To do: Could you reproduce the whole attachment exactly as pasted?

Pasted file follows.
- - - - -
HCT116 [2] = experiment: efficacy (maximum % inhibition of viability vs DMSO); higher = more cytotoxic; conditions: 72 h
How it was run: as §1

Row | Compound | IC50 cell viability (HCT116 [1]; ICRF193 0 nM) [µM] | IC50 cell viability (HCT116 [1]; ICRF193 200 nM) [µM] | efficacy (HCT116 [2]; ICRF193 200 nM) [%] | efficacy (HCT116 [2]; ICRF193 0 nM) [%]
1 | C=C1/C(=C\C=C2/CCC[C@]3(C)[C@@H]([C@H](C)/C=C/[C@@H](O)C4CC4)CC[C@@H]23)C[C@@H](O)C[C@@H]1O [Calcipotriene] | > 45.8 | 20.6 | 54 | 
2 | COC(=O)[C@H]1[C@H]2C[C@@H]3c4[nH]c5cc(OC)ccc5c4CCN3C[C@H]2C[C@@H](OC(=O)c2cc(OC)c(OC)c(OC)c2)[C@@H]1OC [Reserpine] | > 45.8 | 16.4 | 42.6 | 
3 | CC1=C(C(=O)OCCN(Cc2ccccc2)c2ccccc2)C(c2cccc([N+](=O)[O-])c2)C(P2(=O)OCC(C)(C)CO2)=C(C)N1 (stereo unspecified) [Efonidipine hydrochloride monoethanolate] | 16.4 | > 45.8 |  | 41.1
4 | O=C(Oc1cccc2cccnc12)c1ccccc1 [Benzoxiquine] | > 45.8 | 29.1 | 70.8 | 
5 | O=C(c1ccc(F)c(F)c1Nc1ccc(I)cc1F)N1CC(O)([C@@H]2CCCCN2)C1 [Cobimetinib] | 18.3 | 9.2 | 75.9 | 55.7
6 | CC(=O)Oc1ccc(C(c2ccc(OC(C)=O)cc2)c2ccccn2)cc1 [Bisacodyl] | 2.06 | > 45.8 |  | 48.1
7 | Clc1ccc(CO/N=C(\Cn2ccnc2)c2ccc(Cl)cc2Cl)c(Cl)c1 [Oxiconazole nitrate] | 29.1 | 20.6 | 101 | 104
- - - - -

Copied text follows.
HCT116 [2] = experiment: efficacy (maximum % inhibition of viability vs DMSO); higher = more cytotoxic; conditions: 72 h
How it was run: as §1

Row | Compound | IC50 cell viability (HCT116 [1]; ICRF193 0 nM) [µM] | IC50 cell viability (HCT116 [1]; ICRF193 200 nM) [µM] | efficacy (HCT116 [2]; ICRF193 200 nM) [%] | efficacy (HCT116 [2]; ICRF193 0 nM) [%]
1 | C=C1/C(=C\C=C2/CCC[C@]3(C)[C@@H]([C@H](C)/C=C/[C@@H](O)C4CC4)CC[C@@H]23)C[C@@H](O)C[C@@H]1O [Calcipotriene] | > 45.8 | 20.6 | 54 | 
2 | COC(=O)[C@H]1[C@H]2C[C@@H]3c4[nH]c5cc(OC)ccc5c4CCN3C[C@H]2C[C@@H](OC(=O)c2cc(OC)c(OC)c(OC)c2)[C@@H]1OC [Reserpine] | > 45.8 | 16.4 | 42.6 | 
3 | CC1=C(C(=O)OCCN(Cc2ccccc2)c2ccccc2)C(c2cccc([N+](=O)[O-])c2)C(P2(=O)OCC(C)(C)CO2)=C(C)N1 (stereo unspecified) [Efonidipine hydrochloride monoethanolate] | 16.4 | > 45.8 |  | 41.1
4 | O=C(Oc1cccc2cccnc12)c1ccccc1 [Benzoxiquine] | > 45.8 | 29.1 | 70.8 | 
5 | O=C(c1ccc(F)c(F)c1Nc1ccc(I)cc1F)N1CC(O)([C@@H]2CCCCN2)C1 [Cobimetinib] | 18.3 | 9.2 | 75.9 | 55.7
6 | CC(=O)Oc1ccc(C(c2ccc(OC(C)=O)cc2)c2ccccn2)cc1 [Bisacodyl] | 2.06 | > 45.8 |  | 48.1
7 | Clc1ccc(CO/N=C(\Cn2ccnc2)c2ccc(Cl)cc2Cl)c(Cl)c1 [Oxiconazole nitrate] | 29.1 | 20.6 | 101 | 104